Like Mary Slessor, Lottie Moon (1840 - 1912) found sponsorship through a denominational mission board, the Southern Baptist Convention. Born on a plantation in the American South, she sailed for China in 1873, only to find that opportunities for single women were severely limited. As a refined "Southern belle," she balked at her assignment. Feeling called to "go out among the millions" as an evangelist, she was instead stuck in a school of forty "unstudious" children. What a "folly" this was. "Can we wonder," she seethed, "at the mortal weariness and disgust, the sense of wasted powers and the conviction that her life is a failure, that comes over a woman when, instead of the ever broadening activities she had planned, she finds herself tied down to the petty work of teaching a few girls."
As a competent woman, she resented her second-class status. "What women want who come to China is free opportunity to do the largest possible work. . . . What women have a right to demand is perfect equality." Despite opposition, she moved to the outpost of Pingdu and launched an evangelistic campaign, initially targeting women. But soon men were showing interest as well. "Such eagerness to learn! Such spiritual desires!" she reported. "Something I had never seen before in China." The first baptisms in Pingdu had come in 1889, and during the next two decades that region became the most successful Baptist evangelistic center in China, largely due to her focus on training and ordaining national leaders. Despite loneliness and opposition from male directors, she was convinced of her calling. "Surely there can be no deeper joy," she wrote, "than that of saving souls."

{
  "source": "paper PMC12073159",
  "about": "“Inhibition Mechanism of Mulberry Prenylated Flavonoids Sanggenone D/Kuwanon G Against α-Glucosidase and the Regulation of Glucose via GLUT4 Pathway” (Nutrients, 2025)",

Her enthusiasm and her appeals to Baptists back home not only brought missionaries to China but also raised much-needed funds. The first Christmas offering in 1888 brought in generous gifts. In the years that followed the offerings increased, but not enough to feed hungry people during a famine in 1911. Overwhelmed, she withdrew funds from her own bank account to buy food and gave hungry children every morsel in her pantry. When it was discovered that she had quit eating and that her health was rapidly failing, arrangements were made for her to return home. But she died aboard ship a week after her seventy-second birthday in 1912. Significantly, she died on Christmas Eve. In her memory the "Lottie Moon Christmas Offering," sponsored by Southern Baptist women, continued for decades to bring millions of dollars annually for overseas missions.
The sacrifices made by Moon and other women missionaries were exceeded only by the sacrifice of native women evangelists. These were typically impoverished, illiterate women who traveled a circuit as Bible women because they carried the Bible in their heads through a vast store of memorized verses. In many cases their children were grown, but leaving aged parents behind was an enormous sacrifice, especially in cultures where honoring one's parents was a profound obligation. Without Bible women, missionary women would have been stymied not only in evangelistic and Bible-related activities but also in health and humanitarian ministries.